Taiwan is one step closer to becoming the first Asian country to legalize same sex marriage. Two draft amendments to the Civil Code aimed at legalizing same sex marriage passed the first reading at the legislature in Taiwan on December 26, 2016. Article 972 of the Civil Code will add the paragraph recognizing “both parties of a same sex marriage. This is an addition to recognizing marriage made by the male and female parties. Another amendment includes the rights and duties of the same sex couples who marry. According to the procedure of the legislature, the bill will be reviewed after April before it is passed as a law after the second and third readings.
The Alliance of Religious Groups for the Love of Families Taiwan made up of multiple religious groups and parents oppose to the amendment and propose a “special law” to for LGBT marriage rights. Conservative religious groups, mostly the Christians, oppose to the amendment.
Victoria Hsu, the president of the Taiwan Alliance to Promote Civil Partnership Rights (TAPCPR) will share with us her views on same sex marriage. Victoria Hsu is a lawyer and a member of the Gender Equality Committee of the Executive Yuan (Taiwan’s Cabinet).
Father Yves Moal, is planning to build a nursing home, called Yi Feng Garden for the elderly physically and mentally challenged people. He is a 74-year-old French priest who has dedicated his whole life to helping the disadvantaged groups in Taiwan since he arrived in Taiwan at the age of 25. The project requires a total of NT$80 million (US$ 2.47 million) and Father Yves Moal said he has raised NT$30 million (US$ 92 thousand) only so far.
Father Yves Moal was awarded Taiwan’s Presidential Culture Award in the humanitarian category in September 2015 for his devotion to the physically and mentally challenged, homeless, orphans and other underprivileged groups in Taiwan.
Apart from fundraising, Father Yves Moal runs a second-hand bookstore and relies on selling furniture made by the residents of St.Andrew Training Center, a center he is in charge of and is now home to around 50 physically and mentally challenged people in Hualien, eastern Taiwan.
For more information about St.Andrew Training Center (in Chinese), please visit https://www.facebook.com/anders/More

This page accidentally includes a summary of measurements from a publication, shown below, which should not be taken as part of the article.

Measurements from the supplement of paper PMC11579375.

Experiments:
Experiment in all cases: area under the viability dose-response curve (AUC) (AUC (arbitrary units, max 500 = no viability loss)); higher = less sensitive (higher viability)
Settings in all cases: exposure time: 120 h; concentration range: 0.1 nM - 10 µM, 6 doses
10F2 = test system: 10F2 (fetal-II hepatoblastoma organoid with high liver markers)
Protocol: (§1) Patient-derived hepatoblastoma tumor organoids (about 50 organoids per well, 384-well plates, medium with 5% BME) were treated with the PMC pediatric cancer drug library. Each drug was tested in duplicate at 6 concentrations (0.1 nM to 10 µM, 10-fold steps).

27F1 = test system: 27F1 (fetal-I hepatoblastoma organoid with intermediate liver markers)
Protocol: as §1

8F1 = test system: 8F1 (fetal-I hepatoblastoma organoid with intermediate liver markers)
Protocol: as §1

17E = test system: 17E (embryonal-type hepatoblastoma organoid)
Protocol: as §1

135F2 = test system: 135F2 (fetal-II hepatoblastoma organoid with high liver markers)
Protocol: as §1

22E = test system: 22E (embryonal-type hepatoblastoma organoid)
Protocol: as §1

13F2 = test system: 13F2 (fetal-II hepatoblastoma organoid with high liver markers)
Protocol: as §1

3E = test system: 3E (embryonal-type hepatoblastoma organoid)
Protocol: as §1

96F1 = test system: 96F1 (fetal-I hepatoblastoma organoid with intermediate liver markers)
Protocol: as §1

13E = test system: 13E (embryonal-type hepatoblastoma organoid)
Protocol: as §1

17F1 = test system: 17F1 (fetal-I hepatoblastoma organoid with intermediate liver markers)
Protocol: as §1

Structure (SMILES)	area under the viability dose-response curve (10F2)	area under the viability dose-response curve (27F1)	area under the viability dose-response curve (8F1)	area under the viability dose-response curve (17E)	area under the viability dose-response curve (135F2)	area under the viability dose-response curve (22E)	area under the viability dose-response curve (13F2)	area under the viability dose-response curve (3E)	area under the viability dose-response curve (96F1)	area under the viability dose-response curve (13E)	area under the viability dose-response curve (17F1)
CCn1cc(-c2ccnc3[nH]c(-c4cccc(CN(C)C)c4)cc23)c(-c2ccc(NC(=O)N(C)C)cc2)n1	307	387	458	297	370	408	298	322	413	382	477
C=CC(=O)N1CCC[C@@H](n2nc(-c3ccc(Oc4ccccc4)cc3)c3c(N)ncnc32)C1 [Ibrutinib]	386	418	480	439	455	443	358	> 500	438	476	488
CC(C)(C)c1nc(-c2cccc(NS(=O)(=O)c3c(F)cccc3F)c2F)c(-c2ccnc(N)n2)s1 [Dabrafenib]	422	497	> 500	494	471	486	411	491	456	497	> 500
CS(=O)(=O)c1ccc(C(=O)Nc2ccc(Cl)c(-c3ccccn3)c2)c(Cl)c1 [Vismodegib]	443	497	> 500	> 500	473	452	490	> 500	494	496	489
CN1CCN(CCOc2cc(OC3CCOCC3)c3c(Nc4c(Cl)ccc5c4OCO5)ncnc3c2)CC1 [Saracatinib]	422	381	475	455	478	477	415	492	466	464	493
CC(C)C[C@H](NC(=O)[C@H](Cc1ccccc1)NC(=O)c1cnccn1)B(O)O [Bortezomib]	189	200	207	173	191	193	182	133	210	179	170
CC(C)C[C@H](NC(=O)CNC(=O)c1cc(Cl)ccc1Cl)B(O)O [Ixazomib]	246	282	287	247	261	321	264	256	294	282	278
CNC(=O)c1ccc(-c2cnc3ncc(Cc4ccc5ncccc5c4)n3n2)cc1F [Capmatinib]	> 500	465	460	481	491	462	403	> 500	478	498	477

The Taiwanese government has developed aquaculture in Saint Lucia by helping local farmers breed fresh water prawns, tilapia and crayfish in ponds and has helped establish a tissue culture lab and two orchid green houses. Saint Lucia now grows more than 40 species of orchids. Aquaculture and agriculture are important to the tourism industry in Saint Lucia.
Bananas are an important export item for Saint Lucia. But since 2010, the banana industry has been threatened by black sigatoka, a banana leaf spot disease that can cut the fruit production in half. Small farmers could not afford expensive measures to fight the disease and the government of Taiwan has then helped farmers in Saint Lucia fight the disease, improve productivity and restore the banana growing capacity.More
Saint Lucia is an island country located in the eastern Caribbean Sea. The Caribbean nation opened an embassy in Taiwan in June 2015, in an effort to strengthen bilateral ties and it is the first embassy of Saint Lucia in the Asia Pacific region. Taiwan and Saint Lucia established diplomatic ties in 2007 and the ambassador of Saint Lucia, Ambassador Hubert Emmanuel said both sides have been working on a wide range of cooperative projects including public health, aquaculture, education, infrastructure and culture.
In the field of public health, Taiwan’s Changhua Christian Hospital established partnership with Saint Jude Hospital in Saint Lucia in 2009 and they have helped train medical staff in Saint Lucia ever since.More
According to Prof.Lee Hong-yuan, a professor in the department of civil engineering at National Taiwan University, currently there are around 6.5 million buildings, older than 30 years in Taiwan and the government needs to demonstrate stronger coordination among different ministries and local governments in order to cope with a future devastating earthquake in Taiwan.
Government statistics show that more than 8.6 million people live in 2.5 million buildings within 10 kilometers of an active fault line and many of these buildings are over 30 years. In early March, the government announced the database of some areas in Taiwan that are prone to soil liquefaction. Soil liquefaction has become an issue of public concern in Taiwan as many believed that it was the main factor that caused the death of 117 people in a major earthquake that hit southern Taiwan in February this year.More